He Is is the last single released from Brandy's third studio album "Full Moon."
The single was released on September 17, 2002. The song was written by Warryn Campbell, Harold Lilly & Brandy and produced by Warryn Campbell & Brandy.
The song was conceived during spiritual discussions with Brandy, Warryn and Harold conceptualized the pop- and R&B-influenced ballad secretly as a soul song as they were keen to hear her sing a religious track (a genre which Brandy declined to record at that time).
Lyrically speaking about God in third person, Brandy was unaware that "He Is" was not a relationship song when she recorded her vocals for it.
Producer Warryn Campbell met Brandy at the age of fifteen when he started playing keyboards in her live band.
He left the band two years later to pursure a career in music production. In 2001, they reteamed in 2001 along with songwriter Harold Lilly to collaborate on Brandy's third album."
During the first month that they worked together, they discussed spirituality.
Brandy (who was raised in a Christian household) read a lot of religion and spiritual texts at that time, but while conversations prompted Campbell to ask Brandy to record a gospel song, she declined to.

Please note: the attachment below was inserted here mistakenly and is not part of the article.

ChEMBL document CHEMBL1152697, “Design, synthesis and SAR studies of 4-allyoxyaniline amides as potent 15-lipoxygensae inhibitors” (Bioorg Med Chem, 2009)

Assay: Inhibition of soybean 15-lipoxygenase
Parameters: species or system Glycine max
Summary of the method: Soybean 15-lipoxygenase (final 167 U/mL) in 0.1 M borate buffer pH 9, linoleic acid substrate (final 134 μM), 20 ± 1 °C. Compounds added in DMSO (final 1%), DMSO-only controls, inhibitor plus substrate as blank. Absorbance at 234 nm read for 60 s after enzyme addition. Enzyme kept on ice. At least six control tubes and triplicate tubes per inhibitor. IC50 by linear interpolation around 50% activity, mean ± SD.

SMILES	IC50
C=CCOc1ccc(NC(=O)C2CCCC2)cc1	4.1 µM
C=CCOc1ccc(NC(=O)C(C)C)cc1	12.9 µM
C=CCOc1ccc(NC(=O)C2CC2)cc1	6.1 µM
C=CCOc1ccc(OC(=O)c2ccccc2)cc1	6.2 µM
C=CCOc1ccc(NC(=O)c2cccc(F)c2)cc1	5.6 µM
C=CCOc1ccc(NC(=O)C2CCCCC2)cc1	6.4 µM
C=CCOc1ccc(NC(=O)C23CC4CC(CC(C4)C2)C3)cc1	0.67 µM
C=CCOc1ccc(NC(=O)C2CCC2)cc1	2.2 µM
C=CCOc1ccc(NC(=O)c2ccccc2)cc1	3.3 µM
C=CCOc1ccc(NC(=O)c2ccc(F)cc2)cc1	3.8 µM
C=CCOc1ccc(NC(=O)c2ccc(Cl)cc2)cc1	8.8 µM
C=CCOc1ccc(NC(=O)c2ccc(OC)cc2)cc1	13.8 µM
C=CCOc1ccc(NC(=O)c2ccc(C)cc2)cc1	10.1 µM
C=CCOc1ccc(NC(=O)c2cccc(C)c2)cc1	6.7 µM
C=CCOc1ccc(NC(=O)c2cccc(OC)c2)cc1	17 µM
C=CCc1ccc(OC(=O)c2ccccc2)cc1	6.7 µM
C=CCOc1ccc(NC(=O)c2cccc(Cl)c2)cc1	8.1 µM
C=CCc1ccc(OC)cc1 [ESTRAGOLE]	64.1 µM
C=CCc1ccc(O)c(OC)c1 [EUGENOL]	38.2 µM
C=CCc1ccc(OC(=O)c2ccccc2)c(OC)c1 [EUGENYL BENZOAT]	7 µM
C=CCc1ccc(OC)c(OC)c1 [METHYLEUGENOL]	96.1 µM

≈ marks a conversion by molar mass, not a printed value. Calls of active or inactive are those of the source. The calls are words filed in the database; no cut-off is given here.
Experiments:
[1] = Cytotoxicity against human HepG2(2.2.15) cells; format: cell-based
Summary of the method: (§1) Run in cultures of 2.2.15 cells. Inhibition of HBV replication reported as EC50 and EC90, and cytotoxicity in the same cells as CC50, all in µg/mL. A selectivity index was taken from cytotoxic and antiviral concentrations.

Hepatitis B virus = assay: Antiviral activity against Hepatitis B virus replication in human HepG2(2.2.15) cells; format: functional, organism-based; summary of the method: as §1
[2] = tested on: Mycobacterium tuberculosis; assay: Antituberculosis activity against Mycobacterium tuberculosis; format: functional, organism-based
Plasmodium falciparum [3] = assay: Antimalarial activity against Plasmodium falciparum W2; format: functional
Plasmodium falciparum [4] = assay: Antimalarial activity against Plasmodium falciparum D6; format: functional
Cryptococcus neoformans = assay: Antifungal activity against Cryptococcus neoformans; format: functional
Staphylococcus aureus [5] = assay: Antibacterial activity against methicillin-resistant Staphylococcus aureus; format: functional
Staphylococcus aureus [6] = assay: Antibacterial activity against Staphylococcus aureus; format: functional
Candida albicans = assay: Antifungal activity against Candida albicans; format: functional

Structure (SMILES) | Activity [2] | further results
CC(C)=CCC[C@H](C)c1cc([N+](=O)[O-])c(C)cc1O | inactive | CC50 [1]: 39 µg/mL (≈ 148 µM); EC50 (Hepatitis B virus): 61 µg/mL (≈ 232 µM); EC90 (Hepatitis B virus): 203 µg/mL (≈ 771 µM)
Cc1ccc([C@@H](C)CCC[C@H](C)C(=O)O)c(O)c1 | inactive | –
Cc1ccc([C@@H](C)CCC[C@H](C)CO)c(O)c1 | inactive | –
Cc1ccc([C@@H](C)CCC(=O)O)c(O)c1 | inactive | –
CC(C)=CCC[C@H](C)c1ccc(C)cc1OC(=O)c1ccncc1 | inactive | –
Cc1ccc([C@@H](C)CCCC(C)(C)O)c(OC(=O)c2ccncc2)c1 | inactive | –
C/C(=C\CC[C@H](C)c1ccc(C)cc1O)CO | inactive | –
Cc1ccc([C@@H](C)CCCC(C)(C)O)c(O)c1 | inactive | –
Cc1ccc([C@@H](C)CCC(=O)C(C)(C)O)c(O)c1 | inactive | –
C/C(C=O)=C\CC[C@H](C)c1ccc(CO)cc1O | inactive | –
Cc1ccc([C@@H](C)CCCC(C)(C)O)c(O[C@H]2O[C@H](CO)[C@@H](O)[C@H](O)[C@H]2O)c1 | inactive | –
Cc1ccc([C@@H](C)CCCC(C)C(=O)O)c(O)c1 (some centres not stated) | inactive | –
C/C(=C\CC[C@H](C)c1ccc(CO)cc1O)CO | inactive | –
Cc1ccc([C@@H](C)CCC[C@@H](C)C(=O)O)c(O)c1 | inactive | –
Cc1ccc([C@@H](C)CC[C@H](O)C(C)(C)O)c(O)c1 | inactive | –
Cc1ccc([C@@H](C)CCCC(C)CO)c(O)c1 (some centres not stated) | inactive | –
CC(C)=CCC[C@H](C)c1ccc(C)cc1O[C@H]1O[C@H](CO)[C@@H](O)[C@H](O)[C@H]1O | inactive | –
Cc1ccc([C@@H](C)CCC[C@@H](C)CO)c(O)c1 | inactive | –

Determined to get Brandy to sing a gospel song however, Warryn convinced Harold to craft a song which would speak discreetly about God in third person.
Even though Brandy joined them later for additional writing on the track, they kept the initial meaning of the song a secret until its single release.
In an interview with Yahoo! Music in August of 2002, Warryn revealed:
"I've never told [Brandy]. She still don't know. She thinks it's about birth. And I wanted her to sing it like it's about birth. That gave it that push. She has probably figured it out by now."
Due to her pregnancy at the time, Brandy was unable to promote the single or film a music video for the song.
The song failed to make the Billboard Hot 100, but managed to chart at number 78 on Billboard's Hot R&B\Hip-Hop Singles & Tracks chart.
In Billboard magazine, Chuck Taylor wrote that:
"the slow jam offers a sensual groove, with the sparse production leaving ample room for a vocal spotlight". He however noted, that "unfortunately, the track prioritizes style over melody, and the simple chorus – using only three notes – does not include much of a hook. The cut certainly makes for good music, fitting for quiet-storm shows, but as a single, it would have a hard time standing out on radio."